Food distributors know that they can unload lower quality foods in urban and immigrant neighborhoods. (Check the expiration labels on the food products that you buy. For unpackaged foods use your eyes and your nose. If you can smell the fish counter or the meat section from the front of the store, maybe you should go somewhere else. )

What to look for
Now is the time to look for the stickers on fresh produce that says “Organic” or has a five digit code that begins with a number 9.  Let the manager at your local market know that you want high quality, organically grown, fresh produce. If a few people ask, they can order it for their produce section. Look for farmers markets with produce that is often picked the same day or the day before. Pay a little bit more or check out your local CSA (Community Supported Agriculture) to buy a “farm-share” where you’ll get weekly deliveries of freshly harvested veggies from May to November for a lump sum payment. Check the prices of several farms but this usually averages $40 a week for the growing season for a family of four. They usually deliver to a drop off point like a church,  school or farmers market.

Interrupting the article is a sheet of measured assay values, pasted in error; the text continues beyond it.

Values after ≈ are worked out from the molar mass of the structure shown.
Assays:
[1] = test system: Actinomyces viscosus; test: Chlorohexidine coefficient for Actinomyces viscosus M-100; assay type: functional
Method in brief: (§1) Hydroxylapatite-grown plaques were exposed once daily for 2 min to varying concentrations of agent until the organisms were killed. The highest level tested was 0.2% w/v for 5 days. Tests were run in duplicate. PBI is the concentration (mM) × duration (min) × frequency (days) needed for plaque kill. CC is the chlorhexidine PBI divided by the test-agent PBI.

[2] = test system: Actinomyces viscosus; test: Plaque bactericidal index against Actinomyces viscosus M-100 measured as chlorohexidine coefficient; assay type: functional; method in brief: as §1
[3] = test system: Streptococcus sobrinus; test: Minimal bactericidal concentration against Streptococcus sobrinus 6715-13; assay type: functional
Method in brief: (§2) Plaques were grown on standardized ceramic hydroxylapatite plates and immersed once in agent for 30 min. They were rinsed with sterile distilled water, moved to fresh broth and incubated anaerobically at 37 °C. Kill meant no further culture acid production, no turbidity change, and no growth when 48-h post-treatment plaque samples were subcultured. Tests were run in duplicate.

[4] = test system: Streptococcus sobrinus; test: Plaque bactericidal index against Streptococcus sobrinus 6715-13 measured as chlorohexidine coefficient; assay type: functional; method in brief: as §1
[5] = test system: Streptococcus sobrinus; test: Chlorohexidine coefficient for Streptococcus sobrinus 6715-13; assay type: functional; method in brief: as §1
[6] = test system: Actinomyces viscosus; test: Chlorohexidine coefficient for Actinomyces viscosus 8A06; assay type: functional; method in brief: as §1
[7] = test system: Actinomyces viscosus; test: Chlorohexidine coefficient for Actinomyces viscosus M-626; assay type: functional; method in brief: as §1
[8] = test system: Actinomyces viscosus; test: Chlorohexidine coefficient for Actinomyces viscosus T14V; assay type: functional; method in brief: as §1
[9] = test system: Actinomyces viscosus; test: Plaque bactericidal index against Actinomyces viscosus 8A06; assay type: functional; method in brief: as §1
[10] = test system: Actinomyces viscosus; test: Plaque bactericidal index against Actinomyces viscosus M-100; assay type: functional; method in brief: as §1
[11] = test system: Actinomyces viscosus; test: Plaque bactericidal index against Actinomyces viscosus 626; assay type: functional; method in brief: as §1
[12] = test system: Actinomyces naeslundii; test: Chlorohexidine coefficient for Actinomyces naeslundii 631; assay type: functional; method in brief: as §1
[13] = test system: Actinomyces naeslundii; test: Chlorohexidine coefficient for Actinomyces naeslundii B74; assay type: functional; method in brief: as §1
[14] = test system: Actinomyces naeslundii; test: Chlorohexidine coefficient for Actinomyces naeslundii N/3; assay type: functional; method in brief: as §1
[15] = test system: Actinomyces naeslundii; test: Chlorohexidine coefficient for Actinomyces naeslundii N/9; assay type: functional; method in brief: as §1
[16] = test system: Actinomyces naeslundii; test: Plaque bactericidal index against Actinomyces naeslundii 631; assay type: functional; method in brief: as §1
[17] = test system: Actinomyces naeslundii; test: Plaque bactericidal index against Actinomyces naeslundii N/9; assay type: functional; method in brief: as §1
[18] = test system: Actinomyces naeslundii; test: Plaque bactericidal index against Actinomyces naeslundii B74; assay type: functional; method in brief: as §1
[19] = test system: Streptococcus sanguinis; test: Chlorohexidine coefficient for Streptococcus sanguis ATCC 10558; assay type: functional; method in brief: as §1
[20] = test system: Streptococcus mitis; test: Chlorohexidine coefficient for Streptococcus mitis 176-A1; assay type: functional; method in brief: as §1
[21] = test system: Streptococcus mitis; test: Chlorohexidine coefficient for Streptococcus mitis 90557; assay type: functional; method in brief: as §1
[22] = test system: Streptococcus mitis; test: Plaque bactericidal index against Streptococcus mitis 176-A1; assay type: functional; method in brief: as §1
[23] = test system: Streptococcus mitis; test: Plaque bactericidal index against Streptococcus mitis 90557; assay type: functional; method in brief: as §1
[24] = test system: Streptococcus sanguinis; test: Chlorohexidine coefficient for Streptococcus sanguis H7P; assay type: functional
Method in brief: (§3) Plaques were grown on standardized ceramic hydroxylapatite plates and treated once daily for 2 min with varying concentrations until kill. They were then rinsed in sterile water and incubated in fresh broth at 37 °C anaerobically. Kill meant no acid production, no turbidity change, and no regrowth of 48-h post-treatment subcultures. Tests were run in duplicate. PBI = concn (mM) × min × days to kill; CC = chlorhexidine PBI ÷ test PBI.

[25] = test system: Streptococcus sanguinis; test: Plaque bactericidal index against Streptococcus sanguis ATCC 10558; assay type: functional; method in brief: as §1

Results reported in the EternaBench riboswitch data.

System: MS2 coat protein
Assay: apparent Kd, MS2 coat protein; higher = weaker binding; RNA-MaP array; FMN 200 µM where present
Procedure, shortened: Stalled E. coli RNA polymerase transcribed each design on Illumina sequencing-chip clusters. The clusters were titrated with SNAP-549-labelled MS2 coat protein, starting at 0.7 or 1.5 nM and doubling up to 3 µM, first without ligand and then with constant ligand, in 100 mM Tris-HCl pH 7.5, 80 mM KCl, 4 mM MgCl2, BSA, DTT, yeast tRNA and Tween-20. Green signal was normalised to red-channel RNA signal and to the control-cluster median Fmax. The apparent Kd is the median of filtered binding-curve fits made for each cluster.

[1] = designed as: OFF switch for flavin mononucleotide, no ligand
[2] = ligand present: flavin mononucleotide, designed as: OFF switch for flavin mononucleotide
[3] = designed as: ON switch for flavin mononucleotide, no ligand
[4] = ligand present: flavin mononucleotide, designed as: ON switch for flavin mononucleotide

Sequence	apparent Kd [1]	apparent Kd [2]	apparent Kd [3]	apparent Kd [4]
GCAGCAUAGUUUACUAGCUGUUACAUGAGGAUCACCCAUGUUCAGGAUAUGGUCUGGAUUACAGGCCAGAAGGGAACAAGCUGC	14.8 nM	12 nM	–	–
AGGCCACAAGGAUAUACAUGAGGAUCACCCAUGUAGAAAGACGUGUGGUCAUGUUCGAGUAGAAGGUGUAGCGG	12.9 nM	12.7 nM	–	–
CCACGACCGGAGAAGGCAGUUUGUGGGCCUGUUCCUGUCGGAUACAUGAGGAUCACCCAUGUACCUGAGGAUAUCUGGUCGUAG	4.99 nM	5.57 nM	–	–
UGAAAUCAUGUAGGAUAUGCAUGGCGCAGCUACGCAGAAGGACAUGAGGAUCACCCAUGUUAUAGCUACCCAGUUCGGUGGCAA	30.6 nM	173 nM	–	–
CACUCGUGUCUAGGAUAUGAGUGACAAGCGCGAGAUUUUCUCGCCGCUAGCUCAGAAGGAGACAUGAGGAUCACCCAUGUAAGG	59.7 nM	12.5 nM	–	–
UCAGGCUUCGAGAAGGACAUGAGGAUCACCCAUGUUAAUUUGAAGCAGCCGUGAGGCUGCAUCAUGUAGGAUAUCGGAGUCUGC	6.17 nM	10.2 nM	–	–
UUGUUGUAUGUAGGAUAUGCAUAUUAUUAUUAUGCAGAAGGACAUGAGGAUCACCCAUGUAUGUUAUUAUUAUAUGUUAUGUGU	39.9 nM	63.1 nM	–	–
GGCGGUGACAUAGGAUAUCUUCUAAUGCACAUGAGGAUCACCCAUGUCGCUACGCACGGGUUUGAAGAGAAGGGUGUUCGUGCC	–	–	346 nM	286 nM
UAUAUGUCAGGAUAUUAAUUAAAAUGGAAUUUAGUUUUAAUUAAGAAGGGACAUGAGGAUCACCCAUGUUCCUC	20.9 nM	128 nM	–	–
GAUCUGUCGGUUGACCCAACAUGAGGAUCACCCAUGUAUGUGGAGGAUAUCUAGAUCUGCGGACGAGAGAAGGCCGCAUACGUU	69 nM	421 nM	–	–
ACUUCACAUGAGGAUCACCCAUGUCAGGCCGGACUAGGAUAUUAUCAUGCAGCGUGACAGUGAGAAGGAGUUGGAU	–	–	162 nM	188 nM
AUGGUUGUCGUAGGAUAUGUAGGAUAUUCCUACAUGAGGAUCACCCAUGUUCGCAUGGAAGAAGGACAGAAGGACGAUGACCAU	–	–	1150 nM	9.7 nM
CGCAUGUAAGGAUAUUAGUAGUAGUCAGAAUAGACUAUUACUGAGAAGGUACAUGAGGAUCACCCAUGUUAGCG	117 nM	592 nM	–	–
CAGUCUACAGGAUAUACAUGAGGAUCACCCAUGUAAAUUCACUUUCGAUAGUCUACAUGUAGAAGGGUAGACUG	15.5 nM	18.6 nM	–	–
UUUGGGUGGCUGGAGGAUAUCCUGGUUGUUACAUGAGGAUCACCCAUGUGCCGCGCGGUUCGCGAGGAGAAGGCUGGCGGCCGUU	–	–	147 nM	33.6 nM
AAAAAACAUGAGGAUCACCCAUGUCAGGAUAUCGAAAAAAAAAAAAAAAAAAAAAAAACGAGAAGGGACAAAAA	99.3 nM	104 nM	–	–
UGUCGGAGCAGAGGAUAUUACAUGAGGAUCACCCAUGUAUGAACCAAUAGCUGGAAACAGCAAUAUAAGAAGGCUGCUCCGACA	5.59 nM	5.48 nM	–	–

In the end, it’s less expensive
Fresh produce can be quickly cooked into a meal for 25% of the cost of processed, prepared foods and have four times the nutrition because it hasn’t been processed, baked, boiled, colored, preserved and sometimes, dried for packaging.

Follow health-conscious sister/brother bloggers
Vegan and healthy food bloggers, like Tracye McQuirter, will give you the details, recipes, facts and motivation for cooking up delicious, nutritious, “skintastic” and age defying meals!

“They Can’t Kill Us All” – A Washington Post reporter on shootings of unarmed black men